- Director of the National Trade Council: a new position and office announced by Trump that will “advise the president on innovative strategies in trade negotiations” and “coordinate with other agencies” on trade initiatives, such as the “Buy America, Hire America” program.2
As in past administrations, the individuals occupying these positions will represent different and, at times, competing inputs into Asia policy. The balance of influence across these roles will vary according to who is appointed and the presidential priorities of the moment.3
Trump’s Asia team in the making
Reflecting President Trump’s prioritisation of economic issues over security policy in Asia, trade nominees have led the way on Asia team appointments. Vocal protectionist and China critic Robert Lighthizer will become the United States Trade Representative, and is poised to advance Trump’s “America first” trade policy in the Asia-Pacific. As a deputy USTR in the Ronald Regan Administration, Lighthizer imposed tough trade restrictions on countries, like Japan, for dumping in US markets; and has since represented US firms in their effort to minimise foreign competition.4 Lighthizer’s condemnation of Republicans in 2008 for “embrac[ing] unbridled free trade… no matter how many jobs are lost, [or] how high the trade deficit rises” aligns with Trump’s agenda to bring back jobs by ending bad deals.5 Like Trump, Lighthizer sees “Chinese mercantilism” and the relocation of US firms to China as the main driver of the United States’ trade imbalance. He advocates “aggressive trade measures” to combat the deficit, including tariffs and a possible abrogation of US commitments under the World Trade Organisation.6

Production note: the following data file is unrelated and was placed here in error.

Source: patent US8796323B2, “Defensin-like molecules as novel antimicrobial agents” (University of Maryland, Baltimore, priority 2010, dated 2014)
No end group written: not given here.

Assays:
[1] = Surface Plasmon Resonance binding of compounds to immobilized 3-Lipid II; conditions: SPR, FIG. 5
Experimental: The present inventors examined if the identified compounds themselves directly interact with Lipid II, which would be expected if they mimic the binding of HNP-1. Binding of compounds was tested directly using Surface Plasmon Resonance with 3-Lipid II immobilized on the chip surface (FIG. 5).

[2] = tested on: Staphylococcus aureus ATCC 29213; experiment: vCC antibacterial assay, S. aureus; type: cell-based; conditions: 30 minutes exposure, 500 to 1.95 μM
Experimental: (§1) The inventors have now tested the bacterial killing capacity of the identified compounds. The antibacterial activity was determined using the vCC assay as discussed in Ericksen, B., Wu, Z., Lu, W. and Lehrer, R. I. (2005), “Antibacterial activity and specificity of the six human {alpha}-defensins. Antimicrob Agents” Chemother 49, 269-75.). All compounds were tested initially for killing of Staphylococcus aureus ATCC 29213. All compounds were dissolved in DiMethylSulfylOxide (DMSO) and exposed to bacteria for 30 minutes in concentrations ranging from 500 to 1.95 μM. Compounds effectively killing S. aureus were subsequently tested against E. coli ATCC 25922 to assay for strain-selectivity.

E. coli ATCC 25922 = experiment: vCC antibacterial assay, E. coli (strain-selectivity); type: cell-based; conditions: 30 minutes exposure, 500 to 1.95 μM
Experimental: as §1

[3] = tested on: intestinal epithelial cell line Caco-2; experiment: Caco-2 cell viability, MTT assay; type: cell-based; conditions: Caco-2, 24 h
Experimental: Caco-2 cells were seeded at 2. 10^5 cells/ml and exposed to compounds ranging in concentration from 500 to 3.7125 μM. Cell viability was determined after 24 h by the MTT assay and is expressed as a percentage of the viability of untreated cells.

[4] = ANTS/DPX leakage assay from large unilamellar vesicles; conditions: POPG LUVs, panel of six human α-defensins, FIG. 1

An even more outspoken China hawk, Peter Navarro, will serve as director of the National Trade Council. Arguably Trump’s closest China advisor throughout the election campaign, the Harvard-trained economist espouses radical views about the dangers of free-trade with China, describing it as a “zero sum game” that erodes “prosperity in the global economy”.7 Navarro blames China’s unfair trade practices — such as currency manipulation, poor work standards, environmental damage, and intellectual property theft — for the loss of US manufacturing jobs and the trade imbalance.8 His solution, like Trump’s, is a 43 per cent tariff on Chinese imports.9 Navarro has also called for tougher US push-back on “China’s militarism” — advocating a 350 ship navy, strong regional alliances, and support for Taiwan on democratic and strategic grounds.10 He will likely have the president’s ear, at least on trade policy with China, and lobby for a muscular approach to broader US-China issues.